Design for the Real World: a look back at Papanek from the 21st Century
Authors: Joyce Thomas, Megan Strickfaden
Abstract: This paper presents an overview of Victor Papanek’s book Design for the Real World (1971) from the perspective of current 3rd year industrial design students, members of GenZ, combined with the perspectives of the educators/authors who read the original edition of the book in the 70s and 80s. Students read individual chapters the 2019 edition of this book, wrote a critical review, and presented their overviews and findings in two lengthy class discussions that allowed them to ‘read’ the entire book. The perspectives of the students and educators (from very different generations) reveal an interesting story about the Austrian-born American designer and educator’s writings. In this paper we reveal the continued relevance and critically analyze Papanek’s writings by illustrating how his views on socially and environmentally responsible design live on.Taking his early design inspiration from Raymond Loewy, Papanek went on to study architecture with Frank Lloyd Wright. An early follower and ally of Buckminster Fuller, a designer and systems theorist, Papanek applied principles of socially responsible design, both in theory and practice ultimately working on collaborative projects with UNESCO and the World Health Organization. In Design for the Real World, Papanek professed his philosophy that objects or systems work as political tools for change. He became a controversial voice within that time frame as he declared that many consumer products were frivolous, excessive, and lacked basic functionality causing them to be recklessly dangerous to the users. His ideas seemed extreme, echoed by many other environmental philosophers at the time, at that point in history, but perhaps viewed from the 21st century seem prophetic. An advocate for responsible design, Papanek had visionary ideas on design theory. Papanek felt it was important to put the user first when designing. He spent time observing indigenous communities in developing countries, working directly with, and studying people of different cultures and backgrounds. Papanek designed for people with disabilities often in pursuit of a better world for all. He also addressed themes that have continue to be overlooked in design in the 21st century - inclusion, social justice, appropriate technology, and sustainability.Papanek ultimately earned the respect of many talented colleagues. He would go on to design, teach, and write for future generations. Opposing the ideals of planned obsolescence and the mass consumerism that fuels it, his work encompassed what would become the idea of sustainable design and decreasing overproduction for the consumer market. Themes from Design for the Real World remain relevant, and today it has become one of the most widely read books on design; resulting in Papanek’s voice continuing to push designers to uplift their morals and standards in practicing design.This paper highlights Papanek’s values of designing thoughtfully and for all, while revealing the details on the relevance of his writings five decades after the original publication.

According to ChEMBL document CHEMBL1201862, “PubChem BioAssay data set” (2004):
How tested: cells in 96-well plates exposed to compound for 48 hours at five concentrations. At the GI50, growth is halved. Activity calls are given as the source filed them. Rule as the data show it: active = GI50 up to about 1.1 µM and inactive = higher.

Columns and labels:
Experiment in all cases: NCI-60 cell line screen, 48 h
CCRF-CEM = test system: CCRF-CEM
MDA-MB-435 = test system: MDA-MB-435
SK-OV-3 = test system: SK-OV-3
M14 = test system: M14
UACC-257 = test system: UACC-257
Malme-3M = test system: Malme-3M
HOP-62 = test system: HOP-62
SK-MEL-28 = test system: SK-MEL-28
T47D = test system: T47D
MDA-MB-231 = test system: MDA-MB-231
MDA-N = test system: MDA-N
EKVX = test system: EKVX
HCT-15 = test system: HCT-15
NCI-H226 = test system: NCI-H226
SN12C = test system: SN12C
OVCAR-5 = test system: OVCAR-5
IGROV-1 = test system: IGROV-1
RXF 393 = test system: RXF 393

Keywords: Design for all, Design teaching and learning, Sustainability
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